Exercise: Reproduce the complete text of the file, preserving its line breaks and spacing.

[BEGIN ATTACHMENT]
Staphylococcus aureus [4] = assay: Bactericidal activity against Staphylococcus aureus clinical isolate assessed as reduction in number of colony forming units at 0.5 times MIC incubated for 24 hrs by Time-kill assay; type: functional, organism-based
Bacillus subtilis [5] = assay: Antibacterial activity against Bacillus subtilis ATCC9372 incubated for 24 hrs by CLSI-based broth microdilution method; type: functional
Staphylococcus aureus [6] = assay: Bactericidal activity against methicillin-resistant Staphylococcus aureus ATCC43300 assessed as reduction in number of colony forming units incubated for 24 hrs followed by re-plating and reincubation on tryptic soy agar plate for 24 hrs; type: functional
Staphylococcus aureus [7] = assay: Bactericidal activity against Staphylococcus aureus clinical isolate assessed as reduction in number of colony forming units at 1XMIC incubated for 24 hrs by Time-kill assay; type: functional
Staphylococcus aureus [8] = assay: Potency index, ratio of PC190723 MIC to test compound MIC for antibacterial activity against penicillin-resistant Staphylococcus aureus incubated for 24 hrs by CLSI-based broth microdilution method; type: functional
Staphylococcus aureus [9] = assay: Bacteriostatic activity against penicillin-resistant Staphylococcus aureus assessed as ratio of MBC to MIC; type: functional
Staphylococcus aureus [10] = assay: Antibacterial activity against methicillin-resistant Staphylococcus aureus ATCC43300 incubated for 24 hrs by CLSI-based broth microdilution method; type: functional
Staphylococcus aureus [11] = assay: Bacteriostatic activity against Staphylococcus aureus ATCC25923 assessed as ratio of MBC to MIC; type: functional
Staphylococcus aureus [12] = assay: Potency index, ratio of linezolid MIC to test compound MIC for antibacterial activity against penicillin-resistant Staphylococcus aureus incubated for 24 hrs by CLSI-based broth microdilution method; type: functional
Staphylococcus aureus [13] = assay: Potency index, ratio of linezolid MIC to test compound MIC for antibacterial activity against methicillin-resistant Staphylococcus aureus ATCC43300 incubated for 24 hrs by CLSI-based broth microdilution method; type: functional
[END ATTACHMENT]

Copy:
Staphylococcus aureus [4] = assay: Bactericidal activity against Staphylococcus aureus clinical isolate assessed as reduction in number of colony forming units at 0.5 times MIC incubated for 24 hrs by Time-kill assay; type: functional, organism-based
Bacillus subtilis [5] = assay: Antibacterial activity against Bacillus subtilis ATCC9372 incubated for 24 hrs by CLSI-based broth microdilution method; type: functional
Staphylococcus aureus [6] = assay: Bactericidal activity against methicillin-resistant Staphylococcus aureus ATCC43300 assessed as reduction in number of colony forming units incubated for 24 hrs followed by re-plating and reincubation on tryptic soy agar plate for 24 hrs; type: functional
Staphylococcus aureus [7] = assay: Bactericidal activity against Staphylococcus aureus clinical isolate assessed as reduction in number of colony forming units at 1XMIC incubated for 24 hrs by Time-kill assay; type: functional
Staphylococcus aureus [8] = assay: Potency index, ratio of PC190723 MIC to test compound MIC for antibacterial activity against penicillin-resistant Staphylococcus aureus incubated for 24 hrs by CLSI-based broth microdilution method; type: functional
Staphylococcus aureus [9] = assay: Bacteriostatic activity against penicillin-resistant Staphylococcus aureus assessed as ratio of MBC to MIC; type: functional
Staphylococcus aureus [10] = assay: Antibacterial activity against methicillin-resistant Staphylococcus aureus ATCC43300 incubated for 24 hrs by CLSI-based broth microdilution method; type: functional
Staphylococcus aureus [11] = assay: Bacteriostatic activity against Staphylococcus aureus ATCC25923 assessed as ratio of MBC to MIC; type: functional
Staphylococcus aureus [12] = assay: Potency index, ratio of linezolid MIC to test compound MIC for antibacterial activity against penicillin-resistant Staphylococcus aureus incubated for 24 hrs by CLSI-based broth microdilution method; type: functional
Staphylococcus aureus [13] = assay: Potency index, ratio of linezolid MIC to test compound MIC for antibacterial activity against methicillin-resistant Staphylococcus aureus ATCC43300 incubated for 24 hrs by CLSI-based broth microdilution method; type: functional